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Thread: TEFL in Hungary

  1. #1
    auracaria is offline Newbie
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    Default TEFL in Hungary

    Hi everyone,

    I recently retired from a career as a senior manager in the information technology sector. So I have lots of business experience and qualifications to match and very strong IT and project management skills. But it is time for a change!

    I will be taking a training course to become CELTA qualified early next year. My aim is to teach English in Budapest and do some coaching to help business people improve their written and spoken English. In the longer term I will probably want to teach in other countries (I am having a "gap retirement" if you see what I mean).

    So, what are the opportunities in Hungary?

    Regards,

    Steve

  2. #2
    Tdol is offline Editor, UsingEnglish.com
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    Default Re: TEFL in Hungary

    I don't know the specifics of the market in Budapest, but Business English is an area tha is often not very well served because many people in teaching often have little experience of or don't know much about business, so there opportunities. However, as this tends to be work that pays well, it can be more difficult to get into it.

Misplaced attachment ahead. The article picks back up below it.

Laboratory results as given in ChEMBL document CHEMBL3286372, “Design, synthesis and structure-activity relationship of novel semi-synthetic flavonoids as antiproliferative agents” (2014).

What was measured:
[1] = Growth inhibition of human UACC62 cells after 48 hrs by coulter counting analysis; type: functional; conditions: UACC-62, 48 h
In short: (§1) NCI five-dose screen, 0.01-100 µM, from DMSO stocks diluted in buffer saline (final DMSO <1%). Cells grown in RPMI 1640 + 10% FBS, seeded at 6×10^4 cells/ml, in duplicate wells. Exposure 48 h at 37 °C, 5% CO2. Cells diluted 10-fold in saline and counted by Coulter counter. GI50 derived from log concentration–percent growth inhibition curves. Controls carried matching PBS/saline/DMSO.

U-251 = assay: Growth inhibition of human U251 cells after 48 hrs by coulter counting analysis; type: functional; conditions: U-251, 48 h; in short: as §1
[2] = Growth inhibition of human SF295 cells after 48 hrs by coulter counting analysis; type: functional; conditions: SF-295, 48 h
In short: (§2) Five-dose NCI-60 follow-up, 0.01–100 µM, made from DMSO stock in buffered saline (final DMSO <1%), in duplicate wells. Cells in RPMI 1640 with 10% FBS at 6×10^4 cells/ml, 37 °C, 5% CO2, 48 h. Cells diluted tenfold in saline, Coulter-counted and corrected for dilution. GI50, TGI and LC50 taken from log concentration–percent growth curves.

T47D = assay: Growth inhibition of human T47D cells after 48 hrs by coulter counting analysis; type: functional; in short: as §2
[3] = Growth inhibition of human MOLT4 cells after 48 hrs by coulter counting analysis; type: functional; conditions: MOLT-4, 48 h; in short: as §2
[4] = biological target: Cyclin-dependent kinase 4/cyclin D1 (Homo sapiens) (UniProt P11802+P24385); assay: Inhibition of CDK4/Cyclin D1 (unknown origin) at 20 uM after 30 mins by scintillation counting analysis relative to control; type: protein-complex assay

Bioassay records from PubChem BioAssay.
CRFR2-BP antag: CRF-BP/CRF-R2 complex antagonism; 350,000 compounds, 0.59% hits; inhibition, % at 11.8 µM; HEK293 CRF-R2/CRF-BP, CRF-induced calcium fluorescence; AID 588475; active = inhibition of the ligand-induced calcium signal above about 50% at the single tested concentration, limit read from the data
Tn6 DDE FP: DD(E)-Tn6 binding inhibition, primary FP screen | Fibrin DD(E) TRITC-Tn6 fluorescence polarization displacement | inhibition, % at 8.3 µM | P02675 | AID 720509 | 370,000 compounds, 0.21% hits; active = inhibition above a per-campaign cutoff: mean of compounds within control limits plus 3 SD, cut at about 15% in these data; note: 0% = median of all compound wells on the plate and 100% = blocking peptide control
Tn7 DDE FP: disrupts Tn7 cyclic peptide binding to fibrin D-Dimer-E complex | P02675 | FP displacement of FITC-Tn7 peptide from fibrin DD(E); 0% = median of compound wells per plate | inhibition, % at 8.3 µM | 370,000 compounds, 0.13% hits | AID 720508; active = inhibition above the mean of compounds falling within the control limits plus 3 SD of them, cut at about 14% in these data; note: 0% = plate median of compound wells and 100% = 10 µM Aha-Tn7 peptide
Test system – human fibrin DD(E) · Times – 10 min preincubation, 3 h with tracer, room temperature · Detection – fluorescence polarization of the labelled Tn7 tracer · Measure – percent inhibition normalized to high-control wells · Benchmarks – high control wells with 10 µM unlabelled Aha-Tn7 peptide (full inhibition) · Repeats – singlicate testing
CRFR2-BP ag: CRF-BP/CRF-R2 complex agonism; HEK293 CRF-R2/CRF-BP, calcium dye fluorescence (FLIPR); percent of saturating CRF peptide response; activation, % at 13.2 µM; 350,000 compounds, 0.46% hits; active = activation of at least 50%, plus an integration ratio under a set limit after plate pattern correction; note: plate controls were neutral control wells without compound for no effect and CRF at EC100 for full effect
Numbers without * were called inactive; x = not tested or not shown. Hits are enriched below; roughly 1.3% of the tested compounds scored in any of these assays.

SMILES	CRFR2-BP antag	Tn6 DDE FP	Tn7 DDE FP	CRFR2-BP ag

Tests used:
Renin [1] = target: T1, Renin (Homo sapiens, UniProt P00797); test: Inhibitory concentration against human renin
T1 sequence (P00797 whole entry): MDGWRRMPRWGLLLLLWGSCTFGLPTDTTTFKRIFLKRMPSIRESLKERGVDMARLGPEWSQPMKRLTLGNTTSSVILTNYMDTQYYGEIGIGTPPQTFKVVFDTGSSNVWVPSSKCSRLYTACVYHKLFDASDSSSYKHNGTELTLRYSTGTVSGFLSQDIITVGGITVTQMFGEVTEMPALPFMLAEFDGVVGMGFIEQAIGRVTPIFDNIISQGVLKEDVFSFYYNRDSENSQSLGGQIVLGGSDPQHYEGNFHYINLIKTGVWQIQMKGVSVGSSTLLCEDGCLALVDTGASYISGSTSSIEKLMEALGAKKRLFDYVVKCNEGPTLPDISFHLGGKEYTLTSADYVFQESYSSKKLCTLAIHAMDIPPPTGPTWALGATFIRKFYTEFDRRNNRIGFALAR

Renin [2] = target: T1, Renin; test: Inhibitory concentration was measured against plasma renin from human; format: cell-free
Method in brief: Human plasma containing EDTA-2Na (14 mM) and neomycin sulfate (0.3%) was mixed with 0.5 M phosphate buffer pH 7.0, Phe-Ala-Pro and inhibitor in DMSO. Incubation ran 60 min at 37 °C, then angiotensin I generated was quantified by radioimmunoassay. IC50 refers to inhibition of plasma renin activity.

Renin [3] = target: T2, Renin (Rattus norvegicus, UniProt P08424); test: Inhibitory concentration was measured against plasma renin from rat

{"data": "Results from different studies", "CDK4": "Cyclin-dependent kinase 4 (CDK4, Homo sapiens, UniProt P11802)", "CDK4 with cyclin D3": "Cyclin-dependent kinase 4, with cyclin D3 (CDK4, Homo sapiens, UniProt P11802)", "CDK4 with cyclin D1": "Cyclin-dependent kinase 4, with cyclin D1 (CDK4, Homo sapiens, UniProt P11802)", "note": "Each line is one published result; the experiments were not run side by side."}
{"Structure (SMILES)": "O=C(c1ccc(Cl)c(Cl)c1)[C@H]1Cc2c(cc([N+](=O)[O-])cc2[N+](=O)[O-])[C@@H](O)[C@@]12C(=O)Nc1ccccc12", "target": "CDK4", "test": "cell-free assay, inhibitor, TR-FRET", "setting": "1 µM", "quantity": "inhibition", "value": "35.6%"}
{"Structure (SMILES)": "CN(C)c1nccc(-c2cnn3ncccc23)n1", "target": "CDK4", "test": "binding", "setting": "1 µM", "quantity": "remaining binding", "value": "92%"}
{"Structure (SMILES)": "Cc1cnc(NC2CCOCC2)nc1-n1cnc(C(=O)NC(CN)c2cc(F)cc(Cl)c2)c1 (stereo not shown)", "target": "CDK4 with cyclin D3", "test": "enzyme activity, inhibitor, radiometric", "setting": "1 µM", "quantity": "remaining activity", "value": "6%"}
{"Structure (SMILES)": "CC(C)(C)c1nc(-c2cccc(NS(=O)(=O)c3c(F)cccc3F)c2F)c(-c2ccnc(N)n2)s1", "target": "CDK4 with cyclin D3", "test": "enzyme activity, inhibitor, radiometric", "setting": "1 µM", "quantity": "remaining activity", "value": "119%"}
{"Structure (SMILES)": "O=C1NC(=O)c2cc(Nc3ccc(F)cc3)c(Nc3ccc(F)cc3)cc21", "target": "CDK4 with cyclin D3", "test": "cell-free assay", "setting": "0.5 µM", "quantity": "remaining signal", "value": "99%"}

3. #3
    I'm With Stupid's Avatar
    I'm With Stupid is offline Senior Member
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    Default Re: TEFL in Hungary

    I don't really get why so many teachers are scared of business English. My first job after CELTA was business English. There's very little that's different from teaching generally, it's just that all of the language points are placed in a different context. It's mainly functional language and a bit of vocab that you might have to look up. As one of my tutor's said, you're there to teach them English, not business. Of course, having a passing interest in the subject is probably useful, because it allows you to ask the right questions in discussions and answer unexpected questions.

    That's working for a school though. Obviously, it's a bit different going freelance and having to devise the courses. But even then, I'd say that's more an issue of teaching experience, rather than business knowledge.

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